I used the clamped scale ratio parameter provided in Google’s script; this is essentially a float between 0 and 1 that describes how far the user has moved their fingers apart, with 0 being no movement and 1 being maximum movement. This float became the threshold for locking the object to the camera: if it passes 0.75, then the user wants to pick the object up.
This works fine, but there are still some issues with object orientation and positioning. Perhaps a better solution would be to have a defined transform as a child of the camera in Unity which would become the lock point.
Finally, if the user pinches the object and crosses the threshold below 0.75, the object bounces back to its original position.
The biggest issue I have had with this system is that objects can still be placed in the world while another object is locked to the camera. This causes the locked object to be deselected, which makes it nearly impossible to unlock the object. Thus, the object remains obstructing the screen.
In order to solve this problem, however, I will have to learn more about how object selection and the provided Manipulation System work.
For the final day of the week I turned back to Firebase to attempt to integrate it into the app. This was mainly done as a learning exercise to ensure that Firebase would be as simple as expected.
I started by setting up Firebase, which is a much lengthier process than setting up ARCore as it requires setting up a project on the Firebase console, creating a keystore and key in Unity for secure connections, downloading and installing various SDKs and ensuring that certain settings all match between the various tools.
Once this was all done, I created an initialization script which I simply attached to the “ARCore device” in my Unity scene. I chose this object because it already had one component, the Manipulation System, which runs as soon as the app starts. I used Google’s provided script for initializing Firebase and shoved it into the Awake method of the component. This turned out to work just fine.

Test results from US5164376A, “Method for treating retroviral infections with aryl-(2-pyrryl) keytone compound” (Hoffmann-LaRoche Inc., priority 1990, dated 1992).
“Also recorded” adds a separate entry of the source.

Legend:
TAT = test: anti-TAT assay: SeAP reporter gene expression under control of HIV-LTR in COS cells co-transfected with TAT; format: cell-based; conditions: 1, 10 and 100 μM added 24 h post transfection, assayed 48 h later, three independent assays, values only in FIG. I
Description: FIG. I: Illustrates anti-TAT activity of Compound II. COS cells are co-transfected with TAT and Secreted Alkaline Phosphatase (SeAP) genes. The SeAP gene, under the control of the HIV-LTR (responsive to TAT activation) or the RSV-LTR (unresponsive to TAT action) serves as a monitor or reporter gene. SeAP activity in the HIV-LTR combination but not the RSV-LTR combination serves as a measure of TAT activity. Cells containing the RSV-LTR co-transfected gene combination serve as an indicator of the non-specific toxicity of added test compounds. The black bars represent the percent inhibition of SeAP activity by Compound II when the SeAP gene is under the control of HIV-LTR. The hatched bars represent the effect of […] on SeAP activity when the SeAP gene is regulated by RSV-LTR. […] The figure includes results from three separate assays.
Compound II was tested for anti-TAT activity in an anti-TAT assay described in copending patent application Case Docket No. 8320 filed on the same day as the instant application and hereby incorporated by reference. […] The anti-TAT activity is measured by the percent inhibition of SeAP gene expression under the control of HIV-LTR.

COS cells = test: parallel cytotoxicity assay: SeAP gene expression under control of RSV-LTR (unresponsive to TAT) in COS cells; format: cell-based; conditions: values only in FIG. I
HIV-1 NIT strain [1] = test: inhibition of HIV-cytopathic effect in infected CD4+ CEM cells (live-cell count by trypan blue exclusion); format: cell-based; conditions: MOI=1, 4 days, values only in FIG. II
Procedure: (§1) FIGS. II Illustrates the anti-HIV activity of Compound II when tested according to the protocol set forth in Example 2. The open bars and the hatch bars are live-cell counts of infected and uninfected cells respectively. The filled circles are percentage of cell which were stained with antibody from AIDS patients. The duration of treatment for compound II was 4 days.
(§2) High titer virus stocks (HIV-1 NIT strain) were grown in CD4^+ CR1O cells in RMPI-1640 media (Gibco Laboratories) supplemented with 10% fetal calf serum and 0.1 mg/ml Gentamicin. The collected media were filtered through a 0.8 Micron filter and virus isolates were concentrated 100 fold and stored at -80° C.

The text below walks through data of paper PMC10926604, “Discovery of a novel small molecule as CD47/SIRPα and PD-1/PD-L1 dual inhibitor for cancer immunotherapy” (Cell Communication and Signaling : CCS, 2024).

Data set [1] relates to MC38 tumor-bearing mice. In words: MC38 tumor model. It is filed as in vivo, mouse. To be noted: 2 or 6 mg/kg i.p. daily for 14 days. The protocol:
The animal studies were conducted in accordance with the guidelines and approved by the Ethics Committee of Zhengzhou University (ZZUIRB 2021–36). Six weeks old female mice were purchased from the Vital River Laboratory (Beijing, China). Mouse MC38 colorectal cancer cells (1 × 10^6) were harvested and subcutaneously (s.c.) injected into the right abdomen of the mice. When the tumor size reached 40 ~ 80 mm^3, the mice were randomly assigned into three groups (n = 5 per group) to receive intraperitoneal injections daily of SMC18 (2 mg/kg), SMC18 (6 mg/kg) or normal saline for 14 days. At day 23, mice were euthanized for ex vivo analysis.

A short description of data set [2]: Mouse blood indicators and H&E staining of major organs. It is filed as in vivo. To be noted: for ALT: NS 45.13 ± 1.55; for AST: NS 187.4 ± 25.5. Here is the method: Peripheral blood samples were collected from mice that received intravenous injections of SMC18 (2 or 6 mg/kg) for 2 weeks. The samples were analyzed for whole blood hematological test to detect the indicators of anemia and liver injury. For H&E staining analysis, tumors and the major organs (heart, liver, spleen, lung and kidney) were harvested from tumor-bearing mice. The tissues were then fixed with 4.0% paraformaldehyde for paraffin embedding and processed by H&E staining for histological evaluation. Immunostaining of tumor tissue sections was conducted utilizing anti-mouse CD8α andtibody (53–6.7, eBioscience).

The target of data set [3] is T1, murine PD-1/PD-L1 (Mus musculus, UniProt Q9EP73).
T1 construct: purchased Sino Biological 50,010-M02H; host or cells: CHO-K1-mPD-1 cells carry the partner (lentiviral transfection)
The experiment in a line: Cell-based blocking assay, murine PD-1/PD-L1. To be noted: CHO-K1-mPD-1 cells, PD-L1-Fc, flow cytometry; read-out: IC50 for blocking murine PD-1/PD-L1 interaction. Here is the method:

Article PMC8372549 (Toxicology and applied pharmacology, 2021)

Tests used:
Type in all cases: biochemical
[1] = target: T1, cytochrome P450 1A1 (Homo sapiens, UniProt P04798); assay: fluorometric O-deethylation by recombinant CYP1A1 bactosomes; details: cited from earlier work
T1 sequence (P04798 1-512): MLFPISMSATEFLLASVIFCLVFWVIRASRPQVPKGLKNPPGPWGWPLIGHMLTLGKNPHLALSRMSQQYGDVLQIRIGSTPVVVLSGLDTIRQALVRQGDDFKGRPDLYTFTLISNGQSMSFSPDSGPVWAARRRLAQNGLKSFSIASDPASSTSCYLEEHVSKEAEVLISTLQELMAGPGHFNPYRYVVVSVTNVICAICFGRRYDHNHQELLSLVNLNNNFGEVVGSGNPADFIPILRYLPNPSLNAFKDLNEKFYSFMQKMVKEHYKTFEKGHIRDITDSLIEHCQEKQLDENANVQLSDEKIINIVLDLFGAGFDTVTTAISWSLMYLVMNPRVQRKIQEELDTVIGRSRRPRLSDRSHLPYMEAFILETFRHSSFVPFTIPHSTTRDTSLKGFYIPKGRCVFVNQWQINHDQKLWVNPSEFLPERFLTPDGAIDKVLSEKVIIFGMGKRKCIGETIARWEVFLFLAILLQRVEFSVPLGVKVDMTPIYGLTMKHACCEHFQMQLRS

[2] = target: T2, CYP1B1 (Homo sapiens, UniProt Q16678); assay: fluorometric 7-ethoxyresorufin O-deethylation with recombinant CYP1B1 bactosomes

I chose Firebase storage over the other options as this was the one that directly advertised easy storage of audio files. Firebase storage works more like Google Drive than any database I’ve interacted with; it is structured simply as a file system like on Linux. You can easily upload files themselves or byte arrays to the storage space.
I decided to test the system by storing a test mp3 in my StreamingAssets folder in Unity. Unfortunately I had no idea of the complications of accessing files in Unity on Android. My knowledge is a bit spotty, but my understanding is that it has to be done through some sort of server running on the Android device. I found some code online that makes it pretty simple and used that. This let me transfer the byte array read from the Android file sytem into the Firebase storage I had set up (using the code that Google provided).
I’m not too worried about understanding the vast depth of this file management, as I expect that I won’t be touching Android’s file system for this project. In future I expect to be using a byte array stored in memory from Unity’s microphone class; user’s won’t be storing audio files on their own devices. Of course, it remains to be seen whether audio recording will be so simple in Unity (it probably won’t).
It took a good bit of banging together, but eventually I managed to get the audio file correctly uploaded to the cloud and could listen to it on my computer. Success! I was about to dive into downloading the file back into the app’s memory, only to discover that I had no clue how to pass a byte array back into Unity and parse it as an audio file.
Oh well, that’s for another day.
So far it looks like week 1 was fairly successful; the bones of the app are in place. There will certainly be some difficulties to be overcome with audio files and storing object placement. However, the choice not to use a GPS system or an SQL database will certainly make this project go much quicker than expected.
Firebase and ARCore are well documented, if a bit confusing to first-time users. However, following the tutorials makes it fairly simple to go from no-knowledge-about-AR to actually making something that works. It’s an exciting domain!
For the next week I’ll be looking at downloading that file from Firebase again and tuning up the object manipulations, though some time will definitely be spent on research. I can see the meat of the design process ahead, and it will be exciting to put all of the theory I discussed in the intro into practice.
Thanks for reading!